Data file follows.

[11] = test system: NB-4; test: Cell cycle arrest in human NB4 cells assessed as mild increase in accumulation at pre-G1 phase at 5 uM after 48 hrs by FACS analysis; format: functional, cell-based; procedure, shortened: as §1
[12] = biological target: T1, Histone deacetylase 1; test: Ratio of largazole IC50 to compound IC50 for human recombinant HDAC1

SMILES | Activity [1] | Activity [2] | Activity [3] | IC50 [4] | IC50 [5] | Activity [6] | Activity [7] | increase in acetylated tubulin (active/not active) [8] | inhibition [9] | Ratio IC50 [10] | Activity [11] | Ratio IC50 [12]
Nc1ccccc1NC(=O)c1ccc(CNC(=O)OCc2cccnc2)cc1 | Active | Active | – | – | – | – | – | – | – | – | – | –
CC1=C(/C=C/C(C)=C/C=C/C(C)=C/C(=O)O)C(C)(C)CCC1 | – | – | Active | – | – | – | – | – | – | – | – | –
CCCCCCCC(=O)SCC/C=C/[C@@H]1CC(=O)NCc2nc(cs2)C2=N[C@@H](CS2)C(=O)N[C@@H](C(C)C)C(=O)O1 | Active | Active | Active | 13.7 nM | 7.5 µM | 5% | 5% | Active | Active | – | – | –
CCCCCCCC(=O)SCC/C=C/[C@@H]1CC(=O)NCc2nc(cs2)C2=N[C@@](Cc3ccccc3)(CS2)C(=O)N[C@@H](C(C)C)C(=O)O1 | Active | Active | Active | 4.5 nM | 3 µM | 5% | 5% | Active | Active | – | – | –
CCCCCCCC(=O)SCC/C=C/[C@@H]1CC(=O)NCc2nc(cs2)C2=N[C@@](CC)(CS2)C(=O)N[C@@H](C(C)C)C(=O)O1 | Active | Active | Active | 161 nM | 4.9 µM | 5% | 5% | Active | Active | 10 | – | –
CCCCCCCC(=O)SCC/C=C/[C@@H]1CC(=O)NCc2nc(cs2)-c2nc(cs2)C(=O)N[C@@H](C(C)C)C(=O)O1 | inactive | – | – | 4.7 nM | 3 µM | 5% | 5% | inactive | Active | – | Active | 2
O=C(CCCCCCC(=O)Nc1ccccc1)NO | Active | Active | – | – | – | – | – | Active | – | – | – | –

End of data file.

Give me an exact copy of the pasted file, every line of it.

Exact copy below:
[11] = test system: NB-4; test: Cell cycle arrest in human NB4 cells assessed as mild increase in accumulation at pre-G1 phase at 5 uM after 48 hrs by FACS analysis; format: functional, cell-based; procedure, shortened: as §1
[12] = biological target: T1, Histone deacetylase 1; test: Ratio of largazole IC50 to compound IC50 for human recombinant HDAC1

SMILES | Activity [1] | Activity [2] | Activity [3] | IC50 [4] | IC50 [5] | Activity [6] | Activity [7] | increase in acetylated tubulin (active/not active) [8] | inhibition [9] | Ratio IC50 [10] | Activity [11] | Ratio IC50 [12]
Nc1ccccc1NC(=O)c1ccc(CNC(=O)OCc2cccnc2)cc1 | Active | Active | – | – | – | – | – | – | – | – | – | –
CC1=C(/C=C/C(C)=C/C=C/C(C)=C/C(=O)O)C(C)(C)CCC1 | – | – | Active | – | – | – | – | – | – | – | – | –
CCCCCCCC(=O)SCC/C=C/[C@@H]1CC(=O)NCc2nc(cs2)C2=N[C@@H](CS2)C(=O)N[C@@H](C(C)C)C(=O)O1 | Active | Active | Active | 13.7 nM | 7.5 µM | 5% | 5% | Active | Active | – | – | –
CCCCCCCC(=O)SCC/C=C/[C@@H]1CC(=O)NCc2nc(cs2)C2=N[C@@](Cc3ccccc3)(CS2)C(=O)N[C@@H](C(C)C)C(=O)O1 | Active | Active | Active | 4.5 nM | 3 µM | 5% | 5% | Active | Active | – | – | –
CCCCCCCC(=O)SCC/C=C/[C@@H]1CC(=O)NCc2nc(cs2)C2=N[C@@](CC)(CS2)C(=O)N[C@@H](C(C)C)C(=O)O1 | Active | Active | Active | 161 nM | 4.9 µM | 5% | 5% | Active | Active | 10 | – | –
CCCCCCCC(=O)SCC/C=C/[C@@H]1CC(=O)NCc2nc(cs2)-c2nc(cs2)C(=O)N[C@@H](C(C)C)C(=O)O1 | inactive | – | – | 4.7 nM | 3 µM | 5% | 5% | inactive | Active | – | Active | 2
O=C(CCCCCCC(=O)Nc1ccccc1)NO | Active | Active | – | – | – | – | – | Active | – | – | – | –